For example, you could have the BBC, Lifehacker, Swaay or other media sites bookmarked and ready to read so you can catch up on the day's news. You could even get into online games, especially since there are sites such as 888 Ladies that are created for women now. According to this 888 Ladies review, it's “aimed at the fairer sex", so it's great for a woman on a lunch break mission.
That said, we completely understand if shooting zombies or something is your idea of perfect gaming time. Really, the point is to make sure you're stepping away from work for a bit, whether that's by playing bingo, reading the news or something else.
Don't Forget To Socialize
Lunch breaks are a great time to reset yourself, making sure that you're ready for the afternoon of work ahead. Take an hour off to eat lunch, have some fun and make some plans and you're sure to have a productive, enjoyable afternoon.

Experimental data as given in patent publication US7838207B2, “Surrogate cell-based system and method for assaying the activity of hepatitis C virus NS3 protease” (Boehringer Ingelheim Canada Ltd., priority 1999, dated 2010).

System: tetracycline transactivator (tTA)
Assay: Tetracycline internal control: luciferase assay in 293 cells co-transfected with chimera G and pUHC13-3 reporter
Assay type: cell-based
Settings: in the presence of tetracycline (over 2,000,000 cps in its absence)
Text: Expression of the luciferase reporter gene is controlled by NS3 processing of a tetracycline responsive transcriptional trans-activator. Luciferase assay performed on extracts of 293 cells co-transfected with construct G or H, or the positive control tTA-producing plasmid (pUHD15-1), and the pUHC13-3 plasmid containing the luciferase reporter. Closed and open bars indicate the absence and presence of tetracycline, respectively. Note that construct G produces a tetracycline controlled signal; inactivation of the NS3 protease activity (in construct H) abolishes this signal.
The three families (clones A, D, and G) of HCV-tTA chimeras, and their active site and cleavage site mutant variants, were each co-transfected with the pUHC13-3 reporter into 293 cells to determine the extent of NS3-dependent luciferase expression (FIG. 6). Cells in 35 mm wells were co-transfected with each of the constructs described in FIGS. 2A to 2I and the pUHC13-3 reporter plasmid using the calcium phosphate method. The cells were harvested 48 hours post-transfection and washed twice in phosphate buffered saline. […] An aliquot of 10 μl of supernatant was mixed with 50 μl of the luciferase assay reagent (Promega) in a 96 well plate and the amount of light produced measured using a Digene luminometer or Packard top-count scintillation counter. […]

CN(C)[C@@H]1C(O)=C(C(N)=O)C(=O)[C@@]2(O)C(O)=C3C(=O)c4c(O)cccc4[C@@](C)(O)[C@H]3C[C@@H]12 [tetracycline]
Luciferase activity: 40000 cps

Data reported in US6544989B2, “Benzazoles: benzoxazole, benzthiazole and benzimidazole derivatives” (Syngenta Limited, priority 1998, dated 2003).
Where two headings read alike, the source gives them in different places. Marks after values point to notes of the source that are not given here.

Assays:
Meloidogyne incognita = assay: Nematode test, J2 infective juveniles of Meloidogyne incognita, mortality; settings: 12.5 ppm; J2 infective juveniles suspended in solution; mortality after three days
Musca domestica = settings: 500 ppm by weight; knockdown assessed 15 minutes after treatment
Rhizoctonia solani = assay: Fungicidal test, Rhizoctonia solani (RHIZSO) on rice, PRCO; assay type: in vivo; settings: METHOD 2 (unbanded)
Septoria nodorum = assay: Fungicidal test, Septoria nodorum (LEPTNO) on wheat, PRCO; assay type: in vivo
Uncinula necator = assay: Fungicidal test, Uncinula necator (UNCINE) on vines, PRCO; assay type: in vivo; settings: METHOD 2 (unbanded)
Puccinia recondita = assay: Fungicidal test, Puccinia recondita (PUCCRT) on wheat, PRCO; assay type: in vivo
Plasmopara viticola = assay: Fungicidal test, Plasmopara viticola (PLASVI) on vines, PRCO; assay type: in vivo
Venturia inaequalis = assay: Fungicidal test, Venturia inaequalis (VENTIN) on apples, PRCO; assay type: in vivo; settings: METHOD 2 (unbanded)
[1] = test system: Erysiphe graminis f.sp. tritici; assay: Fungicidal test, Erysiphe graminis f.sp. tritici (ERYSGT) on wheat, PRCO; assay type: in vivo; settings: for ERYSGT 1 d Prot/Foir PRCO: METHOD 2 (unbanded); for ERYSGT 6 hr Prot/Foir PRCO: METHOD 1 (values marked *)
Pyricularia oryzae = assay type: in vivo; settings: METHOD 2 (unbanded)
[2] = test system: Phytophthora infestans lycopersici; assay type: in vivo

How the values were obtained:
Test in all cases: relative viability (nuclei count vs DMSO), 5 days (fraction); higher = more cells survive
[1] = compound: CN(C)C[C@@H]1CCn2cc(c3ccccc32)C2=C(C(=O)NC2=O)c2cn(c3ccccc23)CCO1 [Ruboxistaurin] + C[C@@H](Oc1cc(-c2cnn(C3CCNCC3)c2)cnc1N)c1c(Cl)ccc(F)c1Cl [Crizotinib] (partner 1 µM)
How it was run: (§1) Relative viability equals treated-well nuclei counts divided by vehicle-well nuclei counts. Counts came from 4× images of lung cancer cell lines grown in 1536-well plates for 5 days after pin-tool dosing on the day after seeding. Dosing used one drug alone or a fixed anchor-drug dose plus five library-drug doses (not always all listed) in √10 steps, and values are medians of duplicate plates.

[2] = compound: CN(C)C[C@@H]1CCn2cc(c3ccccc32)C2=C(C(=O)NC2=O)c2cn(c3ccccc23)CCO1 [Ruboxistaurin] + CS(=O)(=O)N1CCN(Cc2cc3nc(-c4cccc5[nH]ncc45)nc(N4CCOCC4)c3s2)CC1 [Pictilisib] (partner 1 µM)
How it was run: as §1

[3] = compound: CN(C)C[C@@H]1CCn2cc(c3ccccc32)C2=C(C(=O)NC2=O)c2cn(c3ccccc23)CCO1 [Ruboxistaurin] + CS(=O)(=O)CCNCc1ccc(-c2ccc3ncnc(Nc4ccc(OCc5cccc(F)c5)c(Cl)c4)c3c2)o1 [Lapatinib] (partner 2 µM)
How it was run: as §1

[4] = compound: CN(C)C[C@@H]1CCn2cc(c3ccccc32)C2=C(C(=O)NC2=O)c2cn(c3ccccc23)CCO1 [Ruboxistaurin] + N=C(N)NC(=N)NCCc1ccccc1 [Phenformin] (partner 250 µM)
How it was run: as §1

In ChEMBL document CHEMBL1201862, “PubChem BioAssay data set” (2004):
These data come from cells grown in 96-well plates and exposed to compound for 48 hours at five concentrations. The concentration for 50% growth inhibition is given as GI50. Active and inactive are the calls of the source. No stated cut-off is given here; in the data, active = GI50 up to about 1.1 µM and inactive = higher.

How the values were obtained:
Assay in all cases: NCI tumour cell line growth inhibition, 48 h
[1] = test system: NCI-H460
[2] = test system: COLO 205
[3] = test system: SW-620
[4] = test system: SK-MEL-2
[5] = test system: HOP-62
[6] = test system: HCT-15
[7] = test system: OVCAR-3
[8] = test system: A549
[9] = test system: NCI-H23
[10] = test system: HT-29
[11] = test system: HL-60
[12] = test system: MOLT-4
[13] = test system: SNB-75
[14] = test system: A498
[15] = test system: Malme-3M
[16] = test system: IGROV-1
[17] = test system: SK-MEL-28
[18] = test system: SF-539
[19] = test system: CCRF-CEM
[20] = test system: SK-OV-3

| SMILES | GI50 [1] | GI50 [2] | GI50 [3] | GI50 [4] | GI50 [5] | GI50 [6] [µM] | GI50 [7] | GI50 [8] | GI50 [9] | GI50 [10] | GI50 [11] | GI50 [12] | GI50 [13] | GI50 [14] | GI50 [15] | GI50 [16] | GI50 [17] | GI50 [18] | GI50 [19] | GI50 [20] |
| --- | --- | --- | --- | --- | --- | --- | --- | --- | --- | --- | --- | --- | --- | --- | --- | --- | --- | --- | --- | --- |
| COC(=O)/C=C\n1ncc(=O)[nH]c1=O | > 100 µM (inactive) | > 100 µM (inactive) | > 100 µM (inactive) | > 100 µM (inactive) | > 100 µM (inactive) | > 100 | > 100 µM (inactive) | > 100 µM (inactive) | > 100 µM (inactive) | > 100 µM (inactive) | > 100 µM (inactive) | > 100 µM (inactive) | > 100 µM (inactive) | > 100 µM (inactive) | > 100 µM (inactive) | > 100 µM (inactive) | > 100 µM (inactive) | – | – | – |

Just because you're working from home doesn't mean you get to avoid socializing altogether! When working from home, it's very important to make sure that you continue having human interactions despite working alone. Take a minute or two in your lunch break to text, call or email others. It doesn't matter whether you're contacting friends, family, co-workers or even your boss; just make sure that you have some interaction with someone. The best thing to do is make some plans for after work, as that will give you something to look forward to and ensure that you get out of the house for a little while.
4 Min Read
During a recent meeting on Microsoft Teams, I couldn't seem to get a single word out.